A £10 MILLION waste plant near Benson was officially opened on Friday.
The ribbon-cutting ceremony was performed by Lord de Mauley, parliamentary under-secretary at the Department for Environment, Food and Rural Affairs.
The anaerobic digestion plant in Benson Lane began commissioning waste in January and is currently running at about 75 per cent capacity.
It is able to process up to 45,000 tonnes of waste a year and create enough electrity to power 4,000 households and bio-fertilizer for 2,500 acres of local farm land.
Oxfordshire County Council has a 20-year waste contract with the operator Agrivert.
Lord de Mauley said: “Turning what was once automatically sent to landfill into renewable energy not only makes environment sense, it makes business sense too.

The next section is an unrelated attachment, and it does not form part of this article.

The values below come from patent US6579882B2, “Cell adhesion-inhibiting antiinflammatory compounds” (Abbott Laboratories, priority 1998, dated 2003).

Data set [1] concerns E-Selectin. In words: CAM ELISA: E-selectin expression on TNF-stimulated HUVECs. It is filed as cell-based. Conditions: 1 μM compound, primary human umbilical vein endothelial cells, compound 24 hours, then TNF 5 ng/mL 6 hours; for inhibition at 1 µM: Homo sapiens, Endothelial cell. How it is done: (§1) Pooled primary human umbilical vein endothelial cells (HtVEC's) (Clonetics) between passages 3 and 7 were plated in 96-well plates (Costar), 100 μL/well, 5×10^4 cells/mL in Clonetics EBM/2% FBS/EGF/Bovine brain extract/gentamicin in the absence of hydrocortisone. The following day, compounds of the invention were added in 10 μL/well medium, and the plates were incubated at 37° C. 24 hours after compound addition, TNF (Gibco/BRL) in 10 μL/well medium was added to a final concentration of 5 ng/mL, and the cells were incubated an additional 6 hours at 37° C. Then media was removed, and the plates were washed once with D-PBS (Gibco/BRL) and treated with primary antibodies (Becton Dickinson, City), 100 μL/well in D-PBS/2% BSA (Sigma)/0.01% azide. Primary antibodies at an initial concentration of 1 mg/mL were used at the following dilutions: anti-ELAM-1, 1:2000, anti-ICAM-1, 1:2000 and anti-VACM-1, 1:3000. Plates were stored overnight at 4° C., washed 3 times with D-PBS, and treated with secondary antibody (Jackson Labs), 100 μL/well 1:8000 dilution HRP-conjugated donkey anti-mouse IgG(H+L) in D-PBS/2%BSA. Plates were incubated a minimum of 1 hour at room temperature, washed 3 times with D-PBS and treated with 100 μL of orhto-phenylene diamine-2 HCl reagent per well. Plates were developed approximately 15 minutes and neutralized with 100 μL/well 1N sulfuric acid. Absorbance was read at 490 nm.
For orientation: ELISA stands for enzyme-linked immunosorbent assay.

“The waste and recycling sector represents a huge opportunity for UK businesses and will help grow our economy.”
Alexander Maddan, chief executive of Agrivert, said: “The plant will help increase national recycling rates and reduce the volume of material going to landfill while reducing the financial burden on the taxpayer.
“The plant will give the local economy and the agricultural sector a valuable boost during a difficult economic period.” Guests at the opening ceremony included South Oxfordshire District Councillor David Dodds, who is responsible for waste, and Benson parish councillor Patricia Bayliss.
About 120 tonnes of waste are delivered to the plant each day. This waste is decontaminated and processed into a thick soup.
It is then pumped into digesters, where bacteria breaks down the organic material in the absence of oxygen to produce methane.
Opening of £10m plant that turns waste into #renewable energy